Some people eat, sleep and chew gum, I do genealogy and write...

Monday, January 12, 2015

Thoughts on Genealogical Investigations in Immigration – Part One: The Beginning

My own ancestors come from a very small selection of countries: England, Scotland, Wales, Ireland, Australia (from England) and Denmark. During the week of January 12 to 16, 2015, I attended the Salt Lake Institute of Genealogy (SLIG), my track during the conference was on immigration. The main instructor was David Ouimette, CG from FamilySearch. His ancestors came from Poland. At the time his ancestors left Europe, that area was part of the Austria-Hungarian Empire. I am definitely not an insider here at this conference. Time to learn and reflect.

This fact brings up several important considerations. The first task is to identify the place of origin and then follow up by identifying the types of records available. The next step is to identify where the records are located. Bear in mind that the records may not be located in any of the online resources; you may have to take a trip to the country of origin.

The main difficulty here is finding and gaining access to the record repositories. Not all such repositories are open to the public. They may even be antagonistic to genealogical research at all. An example that came out in the class was the Harvard Business School, Baker Library. They have genealogically valuable business records that contain important information on immigrants. However, the library states the following:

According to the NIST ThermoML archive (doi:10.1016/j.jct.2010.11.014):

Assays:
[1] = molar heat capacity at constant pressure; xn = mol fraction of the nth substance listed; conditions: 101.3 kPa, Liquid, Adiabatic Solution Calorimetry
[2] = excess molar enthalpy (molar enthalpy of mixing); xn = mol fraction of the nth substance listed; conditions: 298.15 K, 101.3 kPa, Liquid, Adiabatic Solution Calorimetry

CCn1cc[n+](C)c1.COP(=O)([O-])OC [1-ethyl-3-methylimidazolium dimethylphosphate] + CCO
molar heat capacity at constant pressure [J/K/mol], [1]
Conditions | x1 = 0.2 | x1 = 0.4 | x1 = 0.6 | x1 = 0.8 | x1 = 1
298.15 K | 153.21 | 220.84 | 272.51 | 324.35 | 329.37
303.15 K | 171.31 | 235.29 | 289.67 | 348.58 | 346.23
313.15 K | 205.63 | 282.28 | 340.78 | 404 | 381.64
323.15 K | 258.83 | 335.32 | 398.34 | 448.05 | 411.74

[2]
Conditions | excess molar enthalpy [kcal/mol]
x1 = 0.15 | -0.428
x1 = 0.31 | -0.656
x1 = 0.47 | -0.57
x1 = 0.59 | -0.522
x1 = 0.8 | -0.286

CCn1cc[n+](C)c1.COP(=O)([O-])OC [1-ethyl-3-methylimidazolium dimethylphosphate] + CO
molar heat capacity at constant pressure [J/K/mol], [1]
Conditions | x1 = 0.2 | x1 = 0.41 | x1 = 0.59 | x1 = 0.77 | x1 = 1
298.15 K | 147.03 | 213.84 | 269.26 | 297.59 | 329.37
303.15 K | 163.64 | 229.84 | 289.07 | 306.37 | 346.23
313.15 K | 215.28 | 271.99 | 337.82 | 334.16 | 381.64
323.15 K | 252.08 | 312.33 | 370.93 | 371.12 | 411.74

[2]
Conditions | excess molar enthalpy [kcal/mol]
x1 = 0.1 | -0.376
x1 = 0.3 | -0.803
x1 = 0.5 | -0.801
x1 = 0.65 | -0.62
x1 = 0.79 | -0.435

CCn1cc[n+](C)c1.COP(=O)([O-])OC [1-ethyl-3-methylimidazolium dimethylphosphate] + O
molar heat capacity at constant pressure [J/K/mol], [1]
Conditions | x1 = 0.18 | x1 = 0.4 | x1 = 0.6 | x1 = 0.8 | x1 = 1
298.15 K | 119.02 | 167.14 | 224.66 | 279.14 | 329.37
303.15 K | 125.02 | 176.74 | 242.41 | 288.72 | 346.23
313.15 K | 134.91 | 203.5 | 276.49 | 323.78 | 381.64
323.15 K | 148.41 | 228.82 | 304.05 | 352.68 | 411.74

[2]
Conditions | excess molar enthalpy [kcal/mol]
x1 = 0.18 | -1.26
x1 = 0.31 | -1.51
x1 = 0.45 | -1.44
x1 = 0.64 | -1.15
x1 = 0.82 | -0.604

Baker Library Historical Collections' materials are available for academic and scholarly research. There may be restrictions on the use of selected collection materials. Due to our limited staff and preservation concerns, the collections are not open for genealogical research. 
Visitors are asked to complete a registration form and present identification with a recent photograph and a current address.
From time to time, I write about the antagonism between genealogy and academic historians. This notice is a blatant example of the prejudice from the academic history community against mere “genealogists.”

Not all of these records are locked up in archives, churches and libraries. Records are constantly being digitized and it is important to determine if your ancestors’ records are already online before “taking the plunge” and traveling to the place of origin.

1 comment:

  1. All of the links to what's supposed to be "The Ins and Outs of Evidence for Genealogists -- Part Four" go here instead. Based on the title of this post, I'm guessing that it's *not* intended to be part of the "Evidence" series.